Mick Herron set out a decade ago to write a spy series about a group of failures and appreciates the irony that “it was self-fulfilling as it sank without trace”, his publisher dropping him like a hot chip.
Today, he is the spy writer in from the cold, “the John le Carré of his generation” in the words of crime writer Val McDermid, enjoying at last the slow swell of success. Slow Horses made it to number one with a new publisher, John Murray, after seven years. Joe Country, the sixth of the Slough House series, comes out next week and the slow-horse-powered bandwagon is only gathering speed and passengers.
Having cut his teeth with a series about private investigator Zoë Boehm “Bo-am, I’m a bit ridiculous giving her a name even I can’t pronounce” – the London bombings of July 2007 triggered a desire to write something more political about British society.
“I also wanted to write about a group of people rather than an individual. I was interested in writing about failure. This idea of writing about spies who were tethered to their desks seemed quite fruitful. Failures are more interesting than successes: they have all that regret, they act out, they feel thwarted and frustrated, not fun to live but great fun to write about.”
His spies have screwed up or been stitched up and sentenced to an awful annexe, Slough House – “less MI5, more 9 to 5”– under brutal, belching tormentor Jackson Lamb: “It was the Secret Service, not Secret Santa. Lamb had explained that when making them work late Christmas Eve.”
Alpha types trapped in gamma roles makes for war at the watercooler. A spy contemplating taking sides in a spat between colleagues reflected: “It’d be like choosing between Jeremy Clarkson and Piers Morgan in a bare-knuckle death match. There ought to be a way both could lose.”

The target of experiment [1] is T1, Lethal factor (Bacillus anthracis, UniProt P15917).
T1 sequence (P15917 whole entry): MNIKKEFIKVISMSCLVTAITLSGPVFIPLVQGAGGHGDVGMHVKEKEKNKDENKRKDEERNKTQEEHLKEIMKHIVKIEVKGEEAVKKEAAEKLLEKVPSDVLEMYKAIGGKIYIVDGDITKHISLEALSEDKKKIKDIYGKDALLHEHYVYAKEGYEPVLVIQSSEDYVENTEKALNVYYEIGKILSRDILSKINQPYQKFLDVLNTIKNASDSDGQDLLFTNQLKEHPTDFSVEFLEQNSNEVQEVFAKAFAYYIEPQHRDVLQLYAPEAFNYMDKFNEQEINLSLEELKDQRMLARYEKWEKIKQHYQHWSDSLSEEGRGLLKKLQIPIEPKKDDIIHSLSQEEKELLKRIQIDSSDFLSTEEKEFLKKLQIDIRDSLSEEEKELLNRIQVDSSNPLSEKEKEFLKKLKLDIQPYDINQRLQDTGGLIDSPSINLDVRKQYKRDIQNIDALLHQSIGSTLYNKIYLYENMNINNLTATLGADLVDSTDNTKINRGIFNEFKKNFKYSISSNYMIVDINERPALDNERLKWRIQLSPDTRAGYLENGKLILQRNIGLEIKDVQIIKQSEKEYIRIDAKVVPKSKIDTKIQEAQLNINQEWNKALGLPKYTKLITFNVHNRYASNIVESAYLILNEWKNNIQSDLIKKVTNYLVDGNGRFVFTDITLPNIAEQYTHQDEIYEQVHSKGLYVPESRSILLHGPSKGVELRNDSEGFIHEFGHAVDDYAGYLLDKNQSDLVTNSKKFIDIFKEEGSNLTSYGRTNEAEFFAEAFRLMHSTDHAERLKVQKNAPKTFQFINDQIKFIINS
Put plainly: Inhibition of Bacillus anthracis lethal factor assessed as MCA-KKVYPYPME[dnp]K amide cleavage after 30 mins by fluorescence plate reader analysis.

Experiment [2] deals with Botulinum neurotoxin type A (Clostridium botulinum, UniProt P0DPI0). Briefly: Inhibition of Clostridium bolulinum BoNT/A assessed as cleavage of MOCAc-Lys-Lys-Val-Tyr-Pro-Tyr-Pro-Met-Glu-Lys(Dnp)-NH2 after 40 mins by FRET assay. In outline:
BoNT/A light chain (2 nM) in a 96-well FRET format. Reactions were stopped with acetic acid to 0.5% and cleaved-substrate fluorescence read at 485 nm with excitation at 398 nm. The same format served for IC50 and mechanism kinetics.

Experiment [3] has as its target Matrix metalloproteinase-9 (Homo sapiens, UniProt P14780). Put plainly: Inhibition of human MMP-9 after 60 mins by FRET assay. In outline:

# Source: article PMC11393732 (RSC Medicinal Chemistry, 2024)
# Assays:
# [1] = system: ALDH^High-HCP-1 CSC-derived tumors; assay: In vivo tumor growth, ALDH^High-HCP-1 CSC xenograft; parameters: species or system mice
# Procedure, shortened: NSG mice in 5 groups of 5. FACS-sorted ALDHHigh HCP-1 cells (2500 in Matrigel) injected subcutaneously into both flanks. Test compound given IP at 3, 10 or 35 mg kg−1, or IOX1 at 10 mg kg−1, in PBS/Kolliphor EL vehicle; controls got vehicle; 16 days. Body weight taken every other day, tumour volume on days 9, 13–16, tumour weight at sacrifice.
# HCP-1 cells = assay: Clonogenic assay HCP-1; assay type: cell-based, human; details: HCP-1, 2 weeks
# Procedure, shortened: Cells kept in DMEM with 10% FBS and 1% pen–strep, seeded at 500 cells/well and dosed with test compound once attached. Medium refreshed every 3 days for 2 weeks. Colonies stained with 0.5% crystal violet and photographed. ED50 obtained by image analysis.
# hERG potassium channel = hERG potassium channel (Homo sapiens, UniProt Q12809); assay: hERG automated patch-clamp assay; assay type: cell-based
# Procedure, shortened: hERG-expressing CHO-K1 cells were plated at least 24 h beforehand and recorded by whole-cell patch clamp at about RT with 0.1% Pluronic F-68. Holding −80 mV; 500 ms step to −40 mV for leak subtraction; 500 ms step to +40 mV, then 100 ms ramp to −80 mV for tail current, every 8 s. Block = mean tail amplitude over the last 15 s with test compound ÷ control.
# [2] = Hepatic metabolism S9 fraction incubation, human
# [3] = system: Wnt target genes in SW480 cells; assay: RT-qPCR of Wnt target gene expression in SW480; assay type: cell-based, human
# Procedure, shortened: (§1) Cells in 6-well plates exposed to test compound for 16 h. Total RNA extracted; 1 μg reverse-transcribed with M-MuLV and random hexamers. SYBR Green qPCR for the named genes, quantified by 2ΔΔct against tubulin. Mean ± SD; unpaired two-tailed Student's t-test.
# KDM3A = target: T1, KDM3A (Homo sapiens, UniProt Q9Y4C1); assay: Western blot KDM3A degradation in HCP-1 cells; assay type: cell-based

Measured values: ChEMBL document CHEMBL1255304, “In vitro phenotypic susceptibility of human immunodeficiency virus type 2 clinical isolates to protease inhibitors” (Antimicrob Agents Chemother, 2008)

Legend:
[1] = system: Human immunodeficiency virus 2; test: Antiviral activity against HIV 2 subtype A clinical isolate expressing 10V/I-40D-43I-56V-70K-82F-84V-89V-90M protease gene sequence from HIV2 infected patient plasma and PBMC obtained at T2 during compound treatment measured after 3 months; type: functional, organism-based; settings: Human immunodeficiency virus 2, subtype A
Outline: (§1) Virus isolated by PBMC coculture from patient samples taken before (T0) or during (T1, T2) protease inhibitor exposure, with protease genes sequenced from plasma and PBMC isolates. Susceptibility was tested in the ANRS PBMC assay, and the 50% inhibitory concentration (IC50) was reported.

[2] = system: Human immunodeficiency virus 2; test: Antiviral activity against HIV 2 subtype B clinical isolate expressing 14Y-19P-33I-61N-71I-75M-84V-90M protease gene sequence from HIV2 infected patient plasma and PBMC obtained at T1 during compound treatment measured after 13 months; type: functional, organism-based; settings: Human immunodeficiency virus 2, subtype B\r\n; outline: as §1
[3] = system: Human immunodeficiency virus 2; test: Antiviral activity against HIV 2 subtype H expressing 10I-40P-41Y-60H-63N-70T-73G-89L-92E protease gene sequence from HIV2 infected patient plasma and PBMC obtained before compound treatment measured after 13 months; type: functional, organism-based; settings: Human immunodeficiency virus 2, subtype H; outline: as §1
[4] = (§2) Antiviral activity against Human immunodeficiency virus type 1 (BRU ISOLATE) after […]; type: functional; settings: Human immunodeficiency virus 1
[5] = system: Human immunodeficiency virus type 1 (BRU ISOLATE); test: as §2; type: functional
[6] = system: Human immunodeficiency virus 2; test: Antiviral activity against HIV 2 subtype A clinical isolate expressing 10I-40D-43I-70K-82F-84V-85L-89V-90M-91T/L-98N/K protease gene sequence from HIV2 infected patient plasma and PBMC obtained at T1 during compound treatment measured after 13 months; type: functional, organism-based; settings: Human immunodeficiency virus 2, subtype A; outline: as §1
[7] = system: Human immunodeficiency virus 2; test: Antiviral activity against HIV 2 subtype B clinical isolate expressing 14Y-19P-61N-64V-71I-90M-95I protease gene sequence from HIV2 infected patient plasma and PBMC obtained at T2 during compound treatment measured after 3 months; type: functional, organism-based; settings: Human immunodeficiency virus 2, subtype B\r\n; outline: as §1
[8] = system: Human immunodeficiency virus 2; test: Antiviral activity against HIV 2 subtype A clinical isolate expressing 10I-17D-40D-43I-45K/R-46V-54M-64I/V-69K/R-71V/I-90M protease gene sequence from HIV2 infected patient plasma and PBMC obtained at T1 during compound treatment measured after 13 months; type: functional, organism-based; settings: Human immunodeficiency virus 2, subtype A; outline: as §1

Herron loves his characters being mean. “Essentially if I could get away with it I’d write a book that consisted just of people sitting in an office squabbling. Those are the bits that are most realistic and fun to write, but I do have to send them out to save the world occasionally. I’m baffled when people say I like your books but they start really slowly’. That’s kind of the point; it’s there in the title.”
I'm a narrative junkie, I like short stories. You can get through five or six in an evening, you are just mainlining narrative
Le Carré is, in Herron’s words, “the great spy writer of our times, who took the potential of genre fiction and showed it could be used to write about society as a whole. He is very good on the end of empire, looking for a role in the world.”
History repeats itself, the second time as farce. If le Carré was the ideal cold war chronicler, Herron, with his acid asides and withering wit, is the perfect muse for the hot mess that is Brexit.